INDIANAPOLIS -- Indiana's decision this year to observe daylight saving time statewide was supposed to end 30 years of clock-changing confusion. Instead, it sparked a battle that could create a time zone system in the state as puzzling as a Rubik's Cube.
At least 19 counties had asked to move from Eastern to Central time as of yesterday, the deadline to submit requests. If the federal government says yes to the requests, a person driving from Chicago to southwestern Indiana could go from Central time to Eastern to Central to Eastern and finally back to Central.
Indiana, like about a dozen other states, has long had multiple time zones. But most states are either split roughly down the middle or have only slivers in a different zone.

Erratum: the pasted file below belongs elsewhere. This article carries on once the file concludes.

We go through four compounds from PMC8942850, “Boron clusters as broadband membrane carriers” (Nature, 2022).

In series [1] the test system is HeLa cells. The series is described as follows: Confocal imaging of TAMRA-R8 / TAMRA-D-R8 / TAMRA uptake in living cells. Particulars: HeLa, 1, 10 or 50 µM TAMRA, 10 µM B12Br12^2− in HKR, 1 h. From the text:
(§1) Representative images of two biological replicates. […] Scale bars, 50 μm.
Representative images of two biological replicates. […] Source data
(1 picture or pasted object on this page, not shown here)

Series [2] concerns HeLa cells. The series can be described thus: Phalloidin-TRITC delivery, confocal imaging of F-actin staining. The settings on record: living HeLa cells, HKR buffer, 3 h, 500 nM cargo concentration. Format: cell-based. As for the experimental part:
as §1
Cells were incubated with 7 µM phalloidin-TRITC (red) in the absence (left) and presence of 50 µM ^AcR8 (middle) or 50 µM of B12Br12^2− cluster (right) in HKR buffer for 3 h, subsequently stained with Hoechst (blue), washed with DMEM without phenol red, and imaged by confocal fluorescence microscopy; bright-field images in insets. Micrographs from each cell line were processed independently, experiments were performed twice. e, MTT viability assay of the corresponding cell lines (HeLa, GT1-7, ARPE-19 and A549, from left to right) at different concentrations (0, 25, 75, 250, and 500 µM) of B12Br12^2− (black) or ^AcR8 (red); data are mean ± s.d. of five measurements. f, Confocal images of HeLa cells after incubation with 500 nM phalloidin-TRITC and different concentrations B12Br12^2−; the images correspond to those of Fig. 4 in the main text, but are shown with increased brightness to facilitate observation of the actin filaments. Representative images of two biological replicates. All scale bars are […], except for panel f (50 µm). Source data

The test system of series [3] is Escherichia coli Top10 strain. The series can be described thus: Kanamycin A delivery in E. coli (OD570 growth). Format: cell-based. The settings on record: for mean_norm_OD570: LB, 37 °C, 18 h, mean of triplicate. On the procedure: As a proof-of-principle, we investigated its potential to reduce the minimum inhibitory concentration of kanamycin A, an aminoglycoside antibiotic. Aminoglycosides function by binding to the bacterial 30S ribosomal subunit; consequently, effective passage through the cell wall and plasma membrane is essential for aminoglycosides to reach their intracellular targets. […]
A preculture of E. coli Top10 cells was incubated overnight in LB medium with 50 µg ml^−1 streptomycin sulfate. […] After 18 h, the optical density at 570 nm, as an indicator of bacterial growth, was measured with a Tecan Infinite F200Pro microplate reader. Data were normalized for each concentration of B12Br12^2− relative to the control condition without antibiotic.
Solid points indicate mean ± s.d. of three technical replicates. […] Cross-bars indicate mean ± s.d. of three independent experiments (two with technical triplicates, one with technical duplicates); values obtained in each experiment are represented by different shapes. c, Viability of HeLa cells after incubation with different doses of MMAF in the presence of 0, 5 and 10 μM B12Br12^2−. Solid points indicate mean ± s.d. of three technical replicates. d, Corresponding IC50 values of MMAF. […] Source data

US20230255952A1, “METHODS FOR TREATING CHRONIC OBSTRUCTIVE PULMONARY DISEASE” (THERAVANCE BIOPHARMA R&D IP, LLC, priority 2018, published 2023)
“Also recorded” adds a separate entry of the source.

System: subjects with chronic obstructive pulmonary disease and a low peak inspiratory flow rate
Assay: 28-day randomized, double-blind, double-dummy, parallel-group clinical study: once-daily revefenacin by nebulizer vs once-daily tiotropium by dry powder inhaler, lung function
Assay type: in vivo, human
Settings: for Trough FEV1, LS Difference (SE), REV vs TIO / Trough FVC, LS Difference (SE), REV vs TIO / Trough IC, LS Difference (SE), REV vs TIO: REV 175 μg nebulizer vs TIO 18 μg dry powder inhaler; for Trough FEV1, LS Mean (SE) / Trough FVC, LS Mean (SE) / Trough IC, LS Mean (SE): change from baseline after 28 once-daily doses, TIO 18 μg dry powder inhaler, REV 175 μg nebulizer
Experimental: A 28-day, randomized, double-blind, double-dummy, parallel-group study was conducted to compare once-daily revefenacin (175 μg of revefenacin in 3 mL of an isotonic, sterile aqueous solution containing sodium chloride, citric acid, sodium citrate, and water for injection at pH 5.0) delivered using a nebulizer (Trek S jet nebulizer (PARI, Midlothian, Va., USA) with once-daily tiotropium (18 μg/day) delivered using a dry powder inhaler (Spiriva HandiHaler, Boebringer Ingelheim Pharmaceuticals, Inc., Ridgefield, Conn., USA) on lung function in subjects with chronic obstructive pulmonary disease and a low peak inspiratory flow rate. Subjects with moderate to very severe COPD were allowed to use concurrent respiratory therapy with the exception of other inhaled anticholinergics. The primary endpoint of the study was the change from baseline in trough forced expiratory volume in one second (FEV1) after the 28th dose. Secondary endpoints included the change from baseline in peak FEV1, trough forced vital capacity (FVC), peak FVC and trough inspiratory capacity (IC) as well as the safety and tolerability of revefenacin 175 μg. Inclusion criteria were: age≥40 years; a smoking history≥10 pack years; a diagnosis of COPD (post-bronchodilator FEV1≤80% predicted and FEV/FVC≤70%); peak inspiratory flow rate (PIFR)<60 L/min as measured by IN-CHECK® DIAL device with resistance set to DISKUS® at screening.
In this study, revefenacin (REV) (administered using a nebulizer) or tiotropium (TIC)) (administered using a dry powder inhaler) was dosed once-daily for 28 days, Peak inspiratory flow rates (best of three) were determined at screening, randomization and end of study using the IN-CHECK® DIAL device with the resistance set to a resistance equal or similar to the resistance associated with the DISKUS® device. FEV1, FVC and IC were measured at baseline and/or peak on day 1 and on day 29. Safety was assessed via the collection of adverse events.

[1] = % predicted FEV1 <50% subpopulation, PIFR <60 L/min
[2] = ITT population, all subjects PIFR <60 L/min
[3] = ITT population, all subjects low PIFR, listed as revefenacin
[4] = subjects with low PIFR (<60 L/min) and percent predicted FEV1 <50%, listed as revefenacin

Eighty-two of Indiana's 92 counties are in the Eastern time zone, but only five change clocks with daylight saving time. Ten other counties are on Central time and have observed daylight saving time.
A law enacted in April required observation of daylight saving time and compelled Governor Mitch Daniels to ask federal officials to determine whether time boundaries should be changed.
Daniels did so, but he did not state a time zone preference, something the Department of Transportation -- which regulates time zones -- said was unprecedented.